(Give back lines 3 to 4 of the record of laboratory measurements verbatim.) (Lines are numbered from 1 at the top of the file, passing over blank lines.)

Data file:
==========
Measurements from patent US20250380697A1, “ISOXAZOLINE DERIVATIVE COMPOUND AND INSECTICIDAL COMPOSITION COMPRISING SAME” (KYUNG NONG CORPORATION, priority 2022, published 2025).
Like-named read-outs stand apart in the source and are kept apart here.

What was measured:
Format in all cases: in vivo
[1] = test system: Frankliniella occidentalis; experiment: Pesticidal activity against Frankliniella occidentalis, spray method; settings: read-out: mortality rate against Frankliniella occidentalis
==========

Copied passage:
What was measured:
Format in all cases: in vivo